Apparently, we have a failure to agree on whether college graduates are as ready to go to work as they think they are.
The Wall St. Journal reports on a survey of both college students and hiring managers that finds they’re not on the same page.
Students and hiring managers are most aligned when it comes to assessing how well recent graduates make decisions without having all the facts, though that’s mostly because students agree they’re incapable of handling such ambiguity—47% of students say they’re job-ready on that front, while 37% of recruiters agree.
“The notion that college graduates exit universities and lack the ability to clearly organize and communicate information suggests institutions are failing to meet their mandate of forming critical thinkers,” according to the report’s author. In tandem with the release of the survey findings, Chegg is publishing a series of videos and career-readiness tip sheets for students.
The survey also measured what Chegg calls “office street smarts,” which include such skills as collaboration, managing up and making persuasive arguments. Once again, students painted a rosier picture than did hiring managers. The biggest mismatch came in students’ ability to communicate with bosses and clients—70% of students thought they were primed for the challenge; only 44% of recruiters agreed.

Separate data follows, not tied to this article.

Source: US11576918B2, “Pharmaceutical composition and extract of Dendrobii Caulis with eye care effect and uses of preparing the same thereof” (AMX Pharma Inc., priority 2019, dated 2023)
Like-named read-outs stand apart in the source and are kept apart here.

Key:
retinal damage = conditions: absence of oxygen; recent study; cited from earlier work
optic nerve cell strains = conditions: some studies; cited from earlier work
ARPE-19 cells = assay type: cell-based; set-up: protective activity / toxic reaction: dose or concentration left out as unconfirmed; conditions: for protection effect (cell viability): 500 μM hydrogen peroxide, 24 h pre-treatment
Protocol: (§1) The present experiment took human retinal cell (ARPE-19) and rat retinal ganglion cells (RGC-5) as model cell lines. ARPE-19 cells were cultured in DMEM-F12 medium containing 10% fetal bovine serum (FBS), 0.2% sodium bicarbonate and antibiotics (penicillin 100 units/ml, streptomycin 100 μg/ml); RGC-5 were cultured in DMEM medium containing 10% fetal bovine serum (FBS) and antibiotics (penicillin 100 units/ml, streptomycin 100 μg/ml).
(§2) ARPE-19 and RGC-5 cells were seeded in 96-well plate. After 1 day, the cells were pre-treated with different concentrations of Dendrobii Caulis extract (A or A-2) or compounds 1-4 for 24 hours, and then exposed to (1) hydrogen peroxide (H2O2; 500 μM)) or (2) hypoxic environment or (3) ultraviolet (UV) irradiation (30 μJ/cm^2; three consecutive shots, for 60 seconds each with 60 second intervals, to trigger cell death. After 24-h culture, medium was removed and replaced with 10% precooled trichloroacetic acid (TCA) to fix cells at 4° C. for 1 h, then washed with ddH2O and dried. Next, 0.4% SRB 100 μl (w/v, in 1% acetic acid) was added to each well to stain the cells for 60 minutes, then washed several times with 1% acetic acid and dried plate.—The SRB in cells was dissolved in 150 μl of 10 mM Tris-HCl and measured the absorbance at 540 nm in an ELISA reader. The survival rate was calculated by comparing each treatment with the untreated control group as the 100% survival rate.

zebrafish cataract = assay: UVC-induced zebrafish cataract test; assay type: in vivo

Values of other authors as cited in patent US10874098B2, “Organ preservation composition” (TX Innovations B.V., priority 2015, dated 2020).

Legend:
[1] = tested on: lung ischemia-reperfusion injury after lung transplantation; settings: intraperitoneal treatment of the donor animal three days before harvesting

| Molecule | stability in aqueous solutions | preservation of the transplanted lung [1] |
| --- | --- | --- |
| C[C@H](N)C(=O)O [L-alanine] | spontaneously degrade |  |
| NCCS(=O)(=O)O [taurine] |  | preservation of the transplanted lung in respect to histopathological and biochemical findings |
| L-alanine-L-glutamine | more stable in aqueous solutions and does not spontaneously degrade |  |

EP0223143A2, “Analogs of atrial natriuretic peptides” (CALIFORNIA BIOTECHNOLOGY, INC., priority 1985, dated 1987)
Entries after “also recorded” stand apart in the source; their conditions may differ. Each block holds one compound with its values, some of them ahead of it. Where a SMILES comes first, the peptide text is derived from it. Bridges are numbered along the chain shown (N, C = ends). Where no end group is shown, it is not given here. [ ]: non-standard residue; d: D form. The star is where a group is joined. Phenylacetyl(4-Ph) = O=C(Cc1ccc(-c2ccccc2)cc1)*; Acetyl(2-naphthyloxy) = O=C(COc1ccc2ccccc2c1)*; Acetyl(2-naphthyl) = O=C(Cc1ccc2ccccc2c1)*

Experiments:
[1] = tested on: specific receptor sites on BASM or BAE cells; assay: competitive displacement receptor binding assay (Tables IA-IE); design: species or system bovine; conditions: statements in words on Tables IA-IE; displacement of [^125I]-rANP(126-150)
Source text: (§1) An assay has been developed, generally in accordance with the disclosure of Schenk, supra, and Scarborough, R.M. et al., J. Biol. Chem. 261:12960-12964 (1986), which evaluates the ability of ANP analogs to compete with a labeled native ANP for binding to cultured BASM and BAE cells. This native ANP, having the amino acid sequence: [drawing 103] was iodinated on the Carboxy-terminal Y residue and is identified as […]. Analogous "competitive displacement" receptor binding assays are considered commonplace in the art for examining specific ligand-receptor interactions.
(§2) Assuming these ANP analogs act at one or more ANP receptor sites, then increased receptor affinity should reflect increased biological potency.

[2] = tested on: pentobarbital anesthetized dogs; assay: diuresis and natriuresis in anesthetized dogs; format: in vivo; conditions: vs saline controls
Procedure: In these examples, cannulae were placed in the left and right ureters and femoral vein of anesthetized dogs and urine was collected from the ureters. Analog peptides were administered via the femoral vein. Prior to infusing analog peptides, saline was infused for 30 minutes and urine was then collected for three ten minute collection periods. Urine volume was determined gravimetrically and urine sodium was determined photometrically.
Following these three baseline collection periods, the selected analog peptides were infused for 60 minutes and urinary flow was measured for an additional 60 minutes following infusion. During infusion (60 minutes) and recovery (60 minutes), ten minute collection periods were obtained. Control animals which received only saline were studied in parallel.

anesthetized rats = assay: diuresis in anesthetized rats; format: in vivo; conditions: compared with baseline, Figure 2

Science, technology, engineering, and math (STEM) students are generally better prepared for work, the survey said. And both managers and students agreed that they have mastered technical skills.
It’s the “office smarts” area where hiring managers think graduating students come up short:
1. Can graduates make a persuasive argument to convince others to adopt their ideas?
2. Can they write to encourage action or make a specific request?
3. Were they able to communicate with authority figures and clients?
4. Can they collaborate with people from diverse backgrounds?
5. Can they complete a project as part of a team?
Why the gap? The survey pointed to the list of what college students do when not doing schoolwork:
Socializing with friends (49%)
Working at a job not related to their field of study (31%)
Working out (29%)
Extracurricular activities not related to their field of study (22%)
Working at a job related to their field of study (14%)
Extracurricular activities related to their field of study (11%)
Working in an internship related to their field of study (8%)
Attending networking events (2%)
Working in an internship not related to their field of study (1%)
Parents should emphasize the importance of extra-curricular learning and project opportunities while students are still in school, the authors of the report said.